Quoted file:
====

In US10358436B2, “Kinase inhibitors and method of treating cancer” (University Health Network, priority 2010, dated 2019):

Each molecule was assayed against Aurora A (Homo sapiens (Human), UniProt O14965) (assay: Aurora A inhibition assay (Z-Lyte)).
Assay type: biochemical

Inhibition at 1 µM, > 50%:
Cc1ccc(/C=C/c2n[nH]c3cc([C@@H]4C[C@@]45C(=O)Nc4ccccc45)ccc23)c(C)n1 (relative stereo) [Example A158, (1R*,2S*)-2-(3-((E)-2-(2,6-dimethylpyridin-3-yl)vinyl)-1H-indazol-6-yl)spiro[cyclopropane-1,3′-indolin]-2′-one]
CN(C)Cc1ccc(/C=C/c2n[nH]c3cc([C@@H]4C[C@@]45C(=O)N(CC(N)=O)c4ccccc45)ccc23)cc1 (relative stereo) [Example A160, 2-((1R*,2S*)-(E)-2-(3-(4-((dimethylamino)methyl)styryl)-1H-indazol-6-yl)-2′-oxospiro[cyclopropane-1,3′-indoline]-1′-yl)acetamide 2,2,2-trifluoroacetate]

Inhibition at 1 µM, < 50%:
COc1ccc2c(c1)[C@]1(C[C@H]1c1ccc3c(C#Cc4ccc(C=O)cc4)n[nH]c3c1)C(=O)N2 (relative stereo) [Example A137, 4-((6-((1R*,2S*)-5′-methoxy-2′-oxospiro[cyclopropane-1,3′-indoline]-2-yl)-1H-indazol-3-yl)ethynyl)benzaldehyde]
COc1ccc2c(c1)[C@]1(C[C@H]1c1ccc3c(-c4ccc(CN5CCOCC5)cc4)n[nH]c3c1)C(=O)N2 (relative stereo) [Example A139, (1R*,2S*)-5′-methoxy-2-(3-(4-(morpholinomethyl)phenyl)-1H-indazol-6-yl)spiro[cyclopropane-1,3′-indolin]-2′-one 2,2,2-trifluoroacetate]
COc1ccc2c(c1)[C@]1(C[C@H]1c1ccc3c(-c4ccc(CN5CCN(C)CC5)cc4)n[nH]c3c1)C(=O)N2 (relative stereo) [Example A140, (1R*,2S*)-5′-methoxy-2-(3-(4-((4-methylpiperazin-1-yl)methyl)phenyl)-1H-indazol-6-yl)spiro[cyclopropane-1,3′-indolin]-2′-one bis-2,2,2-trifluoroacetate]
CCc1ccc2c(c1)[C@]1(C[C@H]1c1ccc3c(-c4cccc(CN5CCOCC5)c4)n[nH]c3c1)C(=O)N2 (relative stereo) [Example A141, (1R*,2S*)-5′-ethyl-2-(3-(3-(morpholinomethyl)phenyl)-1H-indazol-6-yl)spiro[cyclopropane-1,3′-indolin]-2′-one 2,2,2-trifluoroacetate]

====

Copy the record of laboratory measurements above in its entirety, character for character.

In US10358436B2, “Kinase inhibitors and method of treating cancer” (University Health Network, priority 2010, dated 2019):

Each molecule was assayed against Aurora A (Homo sapiens (Human), UniProt O14965) (assay: Aurora A inhibition assay (Z-Lyte)).
Assay type: biochemical

Inhibition at 1 µM, > 50%:
Cc1ccc(/C=C/c2n[nH]c3cc([C@@H]4C[C@@]45C(=O)Nc4ccccc45)ccc23)c(C)n1 (relative stereo) [Example A158, (1R*,2S*)-2-(3-((E)-2-(2,6-dimethylpyridin-3-yl)vinyl)-1H-indazol-6-yl)spiro[cyclopropane-1,3′-indolin]-2′-one]
CN(C)Cc1ccc(/C=C/c2n[nH]c3cc([C@@H]4C[C@@]45C(=O)N(CC(N)=O)c4ccccc45)ccc23)cc1 (relative stereo) [Example A160, 2-((1R*,2S*)-(E)-2-(3-(4-((dimethylamino)methyl)styryl)-1H-indazol-6-yl)-2′-oxospiro[cyclopropane-1,3′-indoline]-1′-yl)acetamide 2,2,2-trifluoroacetate]

Inhibition at 1 µM, < 50%:
COc1ccc2c(c1)[C@]1(C[C@H]1c1ccc3c(C#Cc4ccc(C=O)cc4)n[nH]c3c1)C(=O)N2 (relative stereo) [Example A137, 4-((6-((1R*,2S*)-5′-methoxy-2′-oxospiro[cyclopropane-1,3′-indoline]-2-yl)-1H-indazol-3-yl)ethynyl)benzaldehyde]
COc1ccc2c(c1)[C@]1(C[C@H]1c1ccc3c(-c4ccc(CN5CCOCC5)cc4)n[nH]c3c1)C(=O)N2 (relative stereo) [Example A139, (1R*,2S*)-5′-methoxy-2-(3-(4-(morpholinomethyl)phenyl)-1H-indazol-6-yl)spiro[cyclopropane-1,3′-indolin]-2′-one 2,2,2-trifluoroacetate]
COc1ccc2c(c1)[C@]1(C[C@H]1c1ccc3c(-c4ccc(CN5CCN(C)CC5)cc4)n[nH]c3c1)C(=O)N2 (relative stereo) [Example A140, (1R*,2S*)-5′-methoxy-2-(3-(4-((4-methylpiperazin-1-yl)methyl)phenyl)-1H-indazol-6-yl)spiro[cyclopropane-1,3′-indolin]-2′-one bis-2,2,2-trifluoroacetate]
CCc1ccc2c(c1)[C@]1(C[C@H]1c1ccc3c(-c4cccc(CN5CCOCC5)c4)n[nH]c3c1)C(=O)N2 (relative stereo) [Example A141, (1R*,2S*)-5′-ethyl-2-(3-(3-(morpholinomethyl)phenyl)-1H-indazol-6-yl)spiro[cyclopropane-1,3′-indolin]-2′-one 2,2,2-trifluoroacetate]